Malcolm Turnbull sits down at his desk to write an essay for The Australian and the Sydney Morning Herald setting out why Australians should vote for him to be Prime Minister
OK... how to start... hmmm a tough question, after all this is a big moment, this is my moment in the sun, my time to show the nation (no the world!!) that I, Malcolm Bligh Turnbull, Rhodes Scholar, winner of all I have touched (well except that Republican thing, but my time will come... err the nation's time will come... when I am PM), the most vibrant, intelligent, over-achieving member of Australian's Parliament ever to set out my vision. It has all led to this, my life till this point has led to me becoming Prime Minister as I rightly deserve to be, and will be, and will ever be (and yes I shall be the greatest PM this nation has ever seen).
Time to set down some thoughts - that pip-squeak, IQ deficient, Mandarin-showing-off nobody of a public servant Rudd needed 6000 words, I only need 7 days to create the world ... (no not yet, keep those thoughts to myself, must not give away my omnipotence), no I only will need 3000 words (must remember to tell Matthew Franklin of The Australian to say it is only 2000 words - heck I'll get him to call it a "streamlined 2000 words", yes that will sound excellent).
What to do - should I start with a Biblical passage? No been doing that in parliament, hasn't seem to have caught on...Plato? No don't want to come over as some sort of philosopher... Maybe quote some Australian poet - show me as a man of the people...hmm Lawson? Judith Wright? John Laws??.... no... need to use my own words (after all they are better than anything anyone else could write, especially that verbose, verbiage devotee Rudd - see, I too can show off my perspicacity! Not like that Bloody Rudd! That little, bloody, fuc... no, no Malcolm. Must remain calm.)
Now, how to start...
I should be succinct and to the point.
I should outline my vision, intelligence and great worth for all to see.
My prose should be poetic and visceral; Hemmingwayesque with a dash of a Shakespearean flourish.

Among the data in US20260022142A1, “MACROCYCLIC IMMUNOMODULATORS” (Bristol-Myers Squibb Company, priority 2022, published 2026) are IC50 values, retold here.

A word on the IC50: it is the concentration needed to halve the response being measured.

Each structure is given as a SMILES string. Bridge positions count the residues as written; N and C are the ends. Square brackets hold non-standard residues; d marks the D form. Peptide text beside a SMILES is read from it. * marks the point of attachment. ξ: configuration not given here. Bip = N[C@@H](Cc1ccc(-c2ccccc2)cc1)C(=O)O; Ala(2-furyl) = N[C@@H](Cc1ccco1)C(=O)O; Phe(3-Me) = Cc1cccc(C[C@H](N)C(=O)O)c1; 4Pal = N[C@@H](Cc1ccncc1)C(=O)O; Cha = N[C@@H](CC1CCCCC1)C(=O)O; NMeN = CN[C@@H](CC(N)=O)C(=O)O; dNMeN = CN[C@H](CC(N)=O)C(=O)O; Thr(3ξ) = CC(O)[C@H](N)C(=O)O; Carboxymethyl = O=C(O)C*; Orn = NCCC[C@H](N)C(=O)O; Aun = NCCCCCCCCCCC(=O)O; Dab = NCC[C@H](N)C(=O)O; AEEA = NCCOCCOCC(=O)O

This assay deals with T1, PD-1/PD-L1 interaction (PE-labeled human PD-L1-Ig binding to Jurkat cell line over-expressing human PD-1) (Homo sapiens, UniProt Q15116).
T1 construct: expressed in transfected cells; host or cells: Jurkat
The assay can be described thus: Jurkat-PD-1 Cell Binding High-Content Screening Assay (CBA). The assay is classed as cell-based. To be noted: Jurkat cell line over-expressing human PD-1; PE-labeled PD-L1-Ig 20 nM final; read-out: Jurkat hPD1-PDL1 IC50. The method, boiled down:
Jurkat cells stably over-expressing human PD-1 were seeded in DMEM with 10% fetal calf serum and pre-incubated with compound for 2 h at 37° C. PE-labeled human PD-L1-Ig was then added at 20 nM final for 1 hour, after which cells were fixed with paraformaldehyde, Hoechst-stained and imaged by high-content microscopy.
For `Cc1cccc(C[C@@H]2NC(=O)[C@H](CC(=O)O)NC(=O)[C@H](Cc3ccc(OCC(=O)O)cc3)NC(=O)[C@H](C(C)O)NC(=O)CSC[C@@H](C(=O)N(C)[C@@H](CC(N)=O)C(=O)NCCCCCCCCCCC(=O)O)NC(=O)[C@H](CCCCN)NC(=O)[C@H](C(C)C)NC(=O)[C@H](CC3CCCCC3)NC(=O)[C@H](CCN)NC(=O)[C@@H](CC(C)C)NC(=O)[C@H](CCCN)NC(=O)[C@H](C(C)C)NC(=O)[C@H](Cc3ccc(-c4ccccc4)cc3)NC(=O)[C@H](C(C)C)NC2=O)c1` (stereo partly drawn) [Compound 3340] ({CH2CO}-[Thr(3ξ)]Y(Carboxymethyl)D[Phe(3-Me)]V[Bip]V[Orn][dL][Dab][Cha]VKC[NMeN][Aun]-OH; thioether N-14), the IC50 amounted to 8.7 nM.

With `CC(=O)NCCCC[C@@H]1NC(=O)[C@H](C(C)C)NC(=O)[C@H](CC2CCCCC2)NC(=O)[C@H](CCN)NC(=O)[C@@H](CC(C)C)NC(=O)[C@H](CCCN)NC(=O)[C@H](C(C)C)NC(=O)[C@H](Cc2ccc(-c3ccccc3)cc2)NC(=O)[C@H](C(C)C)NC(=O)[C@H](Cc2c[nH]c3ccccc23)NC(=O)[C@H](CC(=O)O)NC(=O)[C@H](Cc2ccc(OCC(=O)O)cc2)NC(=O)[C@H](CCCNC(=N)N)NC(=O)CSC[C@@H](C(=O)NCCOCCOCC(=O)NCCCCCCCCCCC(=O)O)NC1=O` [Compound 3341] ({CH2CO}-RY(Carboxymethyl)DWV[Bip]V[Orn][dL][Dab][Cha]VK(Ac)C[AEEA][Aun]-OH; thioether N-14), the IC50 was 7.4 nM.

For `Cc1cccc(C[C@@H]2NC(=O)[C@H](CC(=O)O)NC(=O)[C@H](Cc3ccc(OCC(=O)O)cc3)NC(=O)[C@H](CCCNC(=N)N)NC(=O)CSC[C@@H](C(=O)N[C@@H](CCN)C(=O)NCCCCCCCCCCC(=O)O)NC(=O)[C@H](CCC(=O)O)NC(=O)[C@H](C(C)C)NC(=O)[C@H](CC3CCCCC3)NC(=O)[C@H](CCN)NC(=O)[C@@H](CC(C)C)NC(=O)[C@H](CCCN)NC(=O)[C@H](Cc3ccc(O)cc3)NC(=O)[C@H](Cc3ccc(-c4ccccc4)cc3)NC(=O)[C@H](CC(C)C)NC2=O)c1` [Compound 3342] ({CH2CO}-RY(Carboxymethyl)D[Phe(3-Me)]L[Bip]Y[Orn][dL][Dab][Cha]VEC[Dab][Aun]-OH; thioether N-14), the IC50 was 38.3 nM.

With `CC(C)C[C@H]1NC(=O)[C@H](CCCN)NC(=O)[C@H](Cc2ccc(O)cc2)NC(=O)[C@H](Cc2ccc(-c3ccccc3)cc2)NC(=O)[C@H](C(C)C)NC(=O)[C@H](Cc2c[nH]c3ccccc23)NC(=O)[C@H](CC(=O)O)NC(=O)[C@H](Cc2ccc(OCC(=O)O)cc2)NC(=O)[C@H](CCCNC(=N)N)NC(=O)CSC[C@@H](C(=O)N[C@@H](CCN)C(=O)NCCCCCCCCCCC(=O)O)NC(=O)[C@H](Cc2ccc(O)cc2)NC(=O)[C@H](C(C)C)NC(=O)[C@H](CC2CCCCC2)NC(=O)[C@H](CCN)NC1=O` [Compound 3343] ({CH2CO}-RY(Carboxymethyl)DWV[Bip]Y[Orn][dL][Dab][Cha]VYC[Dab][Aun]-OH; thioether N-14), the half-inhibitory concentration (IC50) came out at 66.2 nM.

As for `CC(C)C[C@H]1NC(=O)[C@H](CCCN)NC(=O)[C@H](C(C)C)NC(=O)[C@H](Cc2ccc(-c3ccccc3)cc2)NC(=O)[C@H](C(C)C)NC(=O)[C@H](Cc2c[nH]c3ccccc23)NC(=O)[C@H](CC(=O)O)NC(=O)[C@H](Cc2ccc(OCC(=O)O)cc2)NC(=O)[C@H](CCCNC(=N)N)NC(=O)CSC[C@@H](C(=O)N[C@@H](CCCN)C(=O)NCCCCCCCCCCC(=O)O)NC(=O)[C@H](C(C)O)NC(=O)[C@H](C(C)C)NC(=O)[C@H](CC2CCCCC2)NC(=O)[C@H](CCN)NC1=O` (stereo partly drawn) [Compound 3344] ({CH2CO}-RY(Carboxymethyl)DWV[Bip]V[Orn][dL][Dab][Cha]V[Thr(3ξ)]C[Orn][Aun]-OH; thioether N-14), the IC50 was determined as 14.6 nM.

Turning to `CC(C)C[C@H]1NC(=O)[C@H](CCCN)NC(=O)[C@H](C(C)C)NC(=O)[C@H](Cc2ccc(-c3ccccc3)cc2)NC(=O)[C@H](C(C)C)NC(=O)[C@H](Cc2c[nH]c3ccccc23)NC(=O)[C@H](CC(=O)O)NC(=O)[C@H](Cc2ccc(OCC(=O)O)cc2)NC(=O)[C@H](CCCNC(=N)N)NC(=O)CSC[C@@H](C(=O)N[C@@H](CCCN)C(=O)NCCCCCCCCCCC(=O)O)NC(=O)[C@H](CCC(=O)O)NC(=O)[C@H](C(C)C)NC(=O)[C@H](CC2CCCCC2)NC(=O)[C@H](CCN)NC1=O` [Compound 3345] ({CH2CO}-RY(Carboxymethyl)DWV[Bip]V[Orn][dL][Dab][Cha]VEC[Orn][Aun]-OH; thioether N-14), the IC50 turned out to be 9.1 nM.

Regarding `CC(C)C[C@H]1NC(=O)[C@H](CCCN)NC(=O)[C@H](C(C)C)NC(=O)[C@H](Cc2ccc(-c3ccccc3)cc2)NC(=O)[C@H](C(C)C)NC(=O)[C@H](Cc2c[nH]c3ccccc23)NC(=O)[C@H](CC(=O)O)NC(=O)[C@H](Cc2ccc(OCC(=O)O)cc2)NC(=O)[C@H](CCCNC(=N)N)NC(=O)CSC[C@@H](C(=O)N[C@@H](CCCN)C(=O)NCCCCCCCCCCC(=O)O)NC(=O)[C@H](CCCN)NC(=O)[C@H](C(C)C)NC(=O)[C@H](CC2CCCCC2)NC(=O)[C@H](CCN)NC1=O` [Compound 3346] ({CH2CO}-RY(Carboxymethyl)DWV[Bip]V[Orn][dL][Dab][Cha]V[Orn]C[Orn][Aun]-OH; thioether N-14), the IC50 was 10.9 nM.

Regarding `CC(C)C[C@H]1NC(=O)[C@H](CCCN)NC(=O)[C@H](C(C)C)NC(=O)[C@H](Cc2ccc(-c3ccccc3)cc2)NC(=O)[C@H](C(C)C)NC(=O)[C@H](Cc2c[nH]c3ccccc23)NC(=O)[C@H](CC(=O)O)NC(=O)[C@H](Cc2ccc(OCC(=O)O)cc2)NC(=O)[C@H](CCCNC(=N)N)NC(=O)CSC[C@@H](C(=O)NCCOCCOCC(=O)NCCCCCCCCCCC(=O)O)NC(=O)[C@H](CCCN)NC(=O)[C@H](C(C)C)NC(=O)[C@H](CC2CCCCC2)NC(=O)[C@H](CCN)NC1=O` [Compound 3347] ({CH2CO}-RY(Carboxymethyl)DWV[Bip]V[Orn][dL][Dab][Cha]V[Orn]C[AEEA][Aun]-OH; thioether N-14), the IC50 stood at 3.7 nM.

And because that might be a bit of a struggle, I'll also write only one sentence to each paragraph.
Alright, time to get to it, time to take my fountain pen in hand, and with Jeffersonian-like brilliance I shall set out my vision of Australia. I need to find the right words to start.... need to make sure the populous knows where my focus always is....aha! I've got it!
Kevin Rudd's latest manifesto acclaims the years ahead as "the building decade". So far, all the Prime Minister has built is a mountain of debt.
Sigh. Alas that is it in a nutshell for Turnbull. Yes, he may have used half the words that Rudd did last week (to which I ask, so?? - since when did being able to write 6000 words become an evil thing - surely having a PM - or opposition leader - who can write is a damn fine thing), but he offered a hell of a lot less than half the vision. All he could focus on was Kevin Rudd and debt.
Let's break it down. Turnbull wrote 3068 words (not sure what Matthew Franklin was on about with his 2000 words line). Of those words, I shall be generous and say 34 were on policies that the Liberal Party would put forward in government. Here they are:
Drawing on what we have learned, we have proposed a number of measures: tax loss carrybacks, fairer insolvency rules, better incentives for hiring apprentices and an assault on bureaucratically imposed regulation and compliance costs.
Yep, the small business measures that he came up with late last year, and which he put forward in his Budget Reply speech that had everyone thinking, huh? that's it?.
Thirty four words, or 1.1% of his essay on positive reasons why people should vote for the Liberal Party.
By contrast he wrote "debt" 26 times! He wrote "Rudd"31 times and "Prime Minister" 7 times. He is more focused on criticising Kevin Rudd (whom he mostly just refers to as "Rudd" - like he is some impostor who doesn't deserve to be called by his title) than outlining his plan for the future.
The reason for this has been obvious to all to see for some time now - Malcolm Turnbull's only vision for Australia is that he be Prime Minister, because he should be Prime Minister.
Lindsay Tanner has rightly pegged the essay as "a rant". It truly is, and contains only one sentence of any worth:
Australians are not gullible.
Given that Rudd leads Turnbull as preferred PM by 66% to 16%, I can say I fully agree with him.